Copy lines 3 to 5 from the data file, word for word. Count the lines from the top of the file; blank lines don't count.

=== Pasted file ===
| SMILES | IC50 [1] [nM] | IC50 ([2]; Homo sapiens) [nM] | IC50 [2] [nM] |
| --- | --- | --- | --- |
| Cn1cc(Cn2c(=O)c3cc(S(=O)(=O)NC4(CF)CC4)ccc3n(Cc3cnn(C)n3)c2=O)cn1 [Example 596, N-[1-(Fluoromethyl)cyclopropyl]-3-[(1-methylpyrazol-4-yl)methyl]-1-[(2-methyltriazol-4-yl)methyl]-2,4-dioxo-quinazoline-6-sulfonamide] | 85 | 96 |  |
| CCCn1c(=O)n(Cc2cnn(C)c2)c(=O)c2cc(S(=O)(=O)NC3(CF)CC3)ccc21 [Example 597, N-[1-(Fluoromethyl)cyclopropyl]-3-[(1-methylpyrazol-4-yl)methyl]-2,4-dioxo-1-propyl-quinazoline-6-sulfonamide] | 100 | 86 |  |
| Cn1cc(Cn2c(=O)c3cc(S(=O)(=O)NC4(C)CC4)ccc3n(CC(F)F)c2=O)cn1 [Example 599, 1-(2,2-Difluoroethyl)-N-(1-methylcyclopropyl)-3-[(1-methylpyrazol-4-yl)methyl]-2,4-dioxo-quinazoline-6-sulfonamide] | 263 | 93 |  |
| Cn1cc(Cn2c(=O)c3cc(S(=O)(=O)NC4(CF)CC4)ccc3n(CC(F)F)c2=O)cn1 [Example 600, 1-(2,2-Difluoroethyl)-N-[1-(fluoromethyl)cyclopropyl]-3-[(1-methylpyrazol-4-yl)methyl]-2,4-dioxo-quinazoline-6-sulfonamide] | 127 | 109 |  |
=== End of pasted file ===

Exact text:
| Cn1cc(Cn2c(=O)c3cc(S(=O)(=O)NC4(CF)CC4)ccc3n(Cc3cnn(C)n3)c2=O)cn1 [Example 596, N-[1-(Fluoromethyl)cyclopropyl]-3-[(1-methylpyrazol-4-yl)methyl]-1-[(2-methyltriazol-4-yl)methyl]-2,4-dioxo-quinazoline-6-sulfonamide] | 85 | 96 |  |
| CCCn1c(=O)n(Cc2cnn(C)c2)c(=O)c2cc(S(=O)(=O)NC3(CF)CC3)ccc21 [Example 597, N-[1-(Fluoromethyl)cyclopropyl]-3-[(1-methylpyrazol-4-yl)methyl]-2,4-dioxo-1-propyl-quinazoline-6-sulfonamide] | 100 | 86 |  |
| Cn1cc(Cn2c(=O)c3cc(S(=O)(=O)NC4(C)CC4)ccc3n(CC(F)F)c2=O)cn1 [Example 599, 1-(2,2-Difluoroethyl)-N-(1-methylcyclopropyl)-3-[(1-methylpyrazol-4-yl)methyl]-2,4-dioxo-quinazoline-6-sulfonamide] | 263 | 93 |  |